If you installed the security update that Oracle Corp released some two weeks ago to fix a zero-day vulnerability in Java, you must have noticed the patch installing something else that has nothing to do with fixing the flaw.
Many users realized that after the Java patch, the Ask.com tool bar was also installed into their machines – even if they had not wanted the question-answering search engine’s tool bar in the first place. Take a look at the box below marked Java Setup, which also "recommends" the free Ask.com browser.
Not surprisingly, a few users were miffed. Sometimes called crapware by critics, software that is bundled with a new PC or other software packages without the express knowledge of the user has been the bane of users for decades.
However, according to reports from Networkworld.com, Oracle has given no indication it will end the practice.
At a conference call with Java User Groups, Donald Smith, head of Oracle’s OpenJDK team, said contractual obligations prevented him from commenting on the subject of bundling deals. He also did not say if Oracle would stop the annoying practice.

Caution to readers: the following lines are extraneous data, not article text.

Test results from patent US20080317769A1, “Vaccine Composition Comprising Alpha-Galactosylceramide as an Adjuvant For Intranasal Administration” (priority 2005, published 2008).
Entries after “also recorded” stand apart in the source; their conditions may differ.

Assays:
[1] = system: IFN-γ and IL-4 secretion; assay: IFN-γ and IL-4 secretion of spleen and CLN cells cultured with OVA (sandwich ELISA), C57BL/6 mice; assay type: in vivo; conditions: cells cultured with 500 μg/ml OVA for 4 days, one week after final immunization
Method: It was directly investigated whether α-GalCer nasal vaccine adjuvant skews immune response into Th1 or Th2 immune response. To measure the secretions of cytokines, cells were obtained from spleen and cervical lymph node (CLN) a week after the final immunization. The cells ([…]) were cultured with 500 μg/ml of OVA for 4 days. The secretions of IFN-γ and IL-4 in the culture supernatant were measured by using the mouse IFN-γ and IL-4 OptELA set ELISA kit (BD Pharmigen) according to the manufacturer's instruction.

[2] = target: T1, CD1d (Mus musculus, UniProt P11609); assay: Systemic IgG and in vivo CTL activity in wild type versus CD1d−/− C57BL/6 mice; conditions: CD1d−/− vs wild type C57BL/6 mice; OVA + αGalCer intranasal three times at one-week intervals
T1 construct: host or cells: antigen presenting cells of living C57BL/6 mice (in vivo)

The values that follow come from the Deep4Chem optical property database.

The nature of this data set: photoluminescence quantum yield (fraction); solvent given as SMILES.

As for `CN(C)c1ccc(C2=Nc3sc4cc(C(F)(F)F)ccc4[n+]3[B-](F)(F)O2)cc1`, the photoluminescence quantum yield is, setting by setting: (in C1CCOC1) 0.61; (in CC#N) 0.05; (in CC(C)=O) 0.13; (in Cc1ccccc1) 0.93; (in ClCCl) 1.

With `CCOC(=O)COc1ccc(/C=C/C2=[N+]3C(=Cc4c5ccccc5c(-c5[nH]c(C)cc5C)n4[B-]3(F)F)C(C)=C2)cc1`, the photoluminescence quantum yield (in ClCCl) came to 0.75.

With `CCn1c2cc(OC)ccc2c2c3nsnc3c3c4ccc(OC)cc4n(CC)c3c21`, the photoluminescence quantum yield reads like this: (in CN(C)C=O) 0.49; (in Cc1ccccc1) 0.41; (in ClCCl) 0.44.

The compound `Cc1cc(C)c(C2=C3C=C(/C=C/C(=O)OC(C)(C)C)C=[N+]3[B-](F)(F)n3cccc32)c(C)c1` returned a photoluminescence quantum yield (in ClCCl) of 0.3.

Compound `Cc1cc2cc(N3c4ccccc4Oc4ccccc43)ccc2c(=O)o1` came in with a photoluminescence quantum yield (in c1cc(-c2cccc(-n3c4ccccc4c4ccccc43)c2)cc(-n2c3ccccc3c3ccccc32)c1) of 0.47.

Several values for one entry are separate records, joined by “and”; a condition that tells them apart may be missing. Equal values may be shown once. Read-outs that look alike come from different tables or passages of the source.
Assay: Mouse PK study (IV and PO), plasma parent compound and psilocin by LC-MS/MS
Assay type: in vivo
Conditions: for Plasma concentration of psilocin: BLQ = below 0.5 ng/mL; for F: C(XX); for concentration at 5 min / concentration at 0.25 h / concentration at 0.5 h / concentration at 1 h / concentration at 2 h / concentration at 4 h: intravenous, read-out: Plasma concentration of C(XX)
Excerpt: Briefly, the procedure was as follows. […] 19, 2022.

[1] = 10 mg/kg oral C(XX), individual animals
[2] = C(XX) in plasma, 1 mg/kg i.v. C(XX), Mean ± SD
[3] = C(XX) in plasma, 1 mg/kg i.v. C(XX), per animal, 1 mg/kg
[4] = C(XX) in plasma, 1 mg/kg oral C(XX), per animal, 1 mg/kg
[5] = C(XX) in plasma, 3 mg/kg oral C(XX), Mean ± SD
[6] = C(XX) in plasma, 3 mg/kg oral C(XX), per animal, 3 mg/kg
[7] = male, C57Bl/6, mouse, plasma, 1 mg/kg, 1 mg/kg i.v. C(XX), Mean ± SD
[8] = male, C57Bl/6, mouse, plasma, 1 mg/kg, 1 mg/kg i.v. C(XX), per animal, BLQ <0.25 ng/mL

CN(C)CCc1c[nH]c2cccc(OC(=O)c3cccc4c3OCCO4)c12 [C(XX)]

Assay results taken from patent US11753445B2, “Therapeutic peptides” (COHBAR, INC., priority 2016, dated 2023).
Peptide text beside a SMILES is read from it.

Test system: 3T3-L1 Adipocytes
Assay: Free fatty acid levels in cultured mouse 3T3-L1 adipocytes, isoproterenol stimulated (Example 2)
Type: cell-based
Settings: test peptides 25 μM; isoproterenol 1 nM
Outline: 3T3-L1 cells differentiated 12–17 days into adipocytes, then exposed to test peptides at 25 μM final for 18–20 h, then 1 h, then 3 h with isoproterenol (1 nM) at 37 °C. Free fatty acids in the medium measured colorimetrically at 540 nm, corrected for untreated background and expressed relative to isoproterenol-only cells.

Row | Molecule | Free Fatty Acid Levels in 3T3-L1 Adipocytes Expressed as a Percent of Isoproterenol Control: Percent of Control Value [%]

In the post, he talks about InstalMonetizer, a company that calls itself a “Windows-based software monetizations platform.” The company he said is funded by a $500,000 investment from top Silicon Valley investment firms indicating that there’s big money for such company’s out there.
Read more on this blog here
“Let’s not beat around the bush,” wrote Zhong. “This is a company that makes drive-by installers that bundles all sorts of life-saving tool bars and adware when installing apps on Windows.”
He says, all too often it is hard for many software developers who have poured their money on developing their app to say no when firms like InstalMonetizer approach them with bundling deals.
Read the whole Networkworld story here